Washington's temperature soared to a balmy 71 degrees yesterday, only 6 degrees below the record, before a cold front swept in, bringing thunder, lightning, high winds and hail that rattled on the roofs of homebound commuters' cars.
The clash between the unusually warm air that was arriving helped produce the thunderstorm and hailstones that are more frequently associated with spring and summer, according to National Weather Service forecaster David Gustin.
The storm, which swept through the area between 3:30 and 5 p.m., caused only a few scattered power failures in Maryland and the District of Columbia, and only one minor failure in Northern Virginia, according to utility company spokesmen.
Effects on traffic were also reported as slight, with area police departments reporting a few more than the average number of minor accidents.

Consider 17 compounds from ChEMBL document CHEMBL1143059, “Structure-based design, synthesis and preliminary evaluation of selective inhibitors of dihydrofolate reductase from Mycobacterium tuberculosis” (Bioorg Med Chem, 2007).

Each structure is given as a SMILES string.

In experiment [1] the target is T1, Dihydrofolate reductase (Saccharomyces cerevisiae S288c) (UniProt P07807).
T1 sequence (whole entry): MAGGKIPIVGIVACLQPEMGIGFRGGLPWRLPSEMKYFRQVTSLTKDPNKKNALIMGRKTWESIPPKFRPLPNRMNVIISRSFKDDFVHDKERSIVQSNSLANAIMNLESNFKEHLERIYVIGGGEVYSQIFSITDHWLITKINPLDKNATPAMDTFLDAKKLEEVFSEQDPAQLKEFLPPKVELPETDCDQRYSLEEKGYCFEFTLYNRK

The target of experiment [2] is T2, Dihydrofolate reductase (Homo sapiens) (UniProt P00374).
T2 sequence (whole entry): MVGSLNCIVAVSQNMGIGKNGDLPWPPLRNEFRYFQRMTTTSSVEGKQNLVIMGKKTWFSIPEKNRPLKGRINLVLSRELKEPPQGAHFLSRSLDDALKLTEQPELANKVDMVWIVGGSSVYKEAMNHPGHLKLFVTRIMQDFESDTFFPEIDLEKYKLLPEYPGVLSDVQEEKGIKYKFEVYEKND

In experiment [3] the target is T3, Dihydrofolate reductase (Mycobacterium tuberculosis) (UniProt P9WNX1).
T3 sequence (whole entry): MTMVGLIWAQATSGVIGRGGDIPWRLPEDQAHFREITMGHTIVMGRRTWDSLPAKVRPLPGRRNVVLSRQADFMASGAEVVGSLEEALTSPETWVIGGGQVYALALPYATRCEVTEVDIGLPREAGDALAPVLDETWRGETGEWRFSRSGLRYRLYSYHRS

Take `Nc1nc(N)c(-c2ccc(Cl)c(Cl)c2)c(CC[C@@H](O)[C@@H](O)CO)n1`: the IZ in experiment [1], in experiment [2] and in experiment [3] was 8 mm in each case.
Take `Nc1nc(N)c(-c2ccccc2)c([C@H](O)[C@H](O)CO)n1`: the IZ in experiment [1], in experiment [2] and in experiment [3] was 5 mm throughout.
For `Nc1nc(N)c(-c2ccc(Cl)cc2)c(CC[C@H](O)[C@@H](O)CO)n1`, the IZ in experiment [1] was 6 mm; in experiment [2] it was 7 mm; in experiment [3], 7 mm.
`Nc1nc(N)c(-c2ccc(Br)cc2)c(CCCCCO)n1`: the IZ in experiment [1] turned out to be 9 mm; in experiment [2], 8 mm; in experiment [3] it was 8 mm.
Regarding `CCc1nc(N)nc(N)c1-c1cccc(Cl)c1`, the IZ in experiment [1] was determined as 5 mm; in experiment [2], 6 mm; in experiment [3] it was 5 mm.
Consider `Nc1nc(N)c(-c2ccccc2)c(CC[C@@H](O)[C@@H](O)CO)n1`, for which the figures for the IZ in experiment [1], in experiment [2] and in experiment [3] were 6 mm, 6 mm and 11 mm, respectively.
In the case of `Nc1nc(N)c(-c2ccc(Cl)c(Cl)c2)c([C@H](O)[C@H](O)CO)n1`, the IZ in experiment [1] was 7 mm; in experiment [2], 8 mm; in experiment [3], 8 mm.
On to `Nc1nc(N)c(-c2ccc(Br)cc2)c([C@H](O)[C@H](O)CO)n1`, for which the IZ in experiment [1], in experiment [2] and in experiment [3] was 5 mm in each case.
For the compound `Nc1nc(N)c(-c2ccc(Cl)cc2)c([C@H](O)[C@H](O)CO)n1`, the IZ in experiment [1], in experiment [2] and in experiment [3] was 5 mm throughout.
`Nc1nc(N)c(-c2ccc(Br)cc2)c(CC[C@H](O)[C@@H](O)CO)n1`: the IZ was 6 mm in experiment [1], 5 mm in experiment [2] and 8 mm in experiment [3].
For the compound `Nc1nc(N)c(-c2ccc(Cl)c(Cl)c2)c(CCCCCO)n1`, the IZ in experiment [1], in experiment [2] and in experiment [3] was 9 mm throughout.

Perhaps the most vivid effects of the storm were produced by the weather itself. At 1:40 p.m. the temperature reached 71 degrees at the official measuring station at National Airport. The record for the date is 77, set in 1896.
As the cold air arrived and clouds darkened the skies, the mercury plunged from a sunny 70 degrees at 3 p.m. to 50 degrees - once degree above normal for the date - at 4 p.m.
Hailstones ranging in size from one quarter to three eightss of an inch in diameter were reported in several sections of the metropolitan area, including Alexandria, Prince George's County and Washington.
Apparently there was no damage. "We had quite a bit of hail," the Virginia State Police at Alexandra reported. "It didn't do anything but just fall."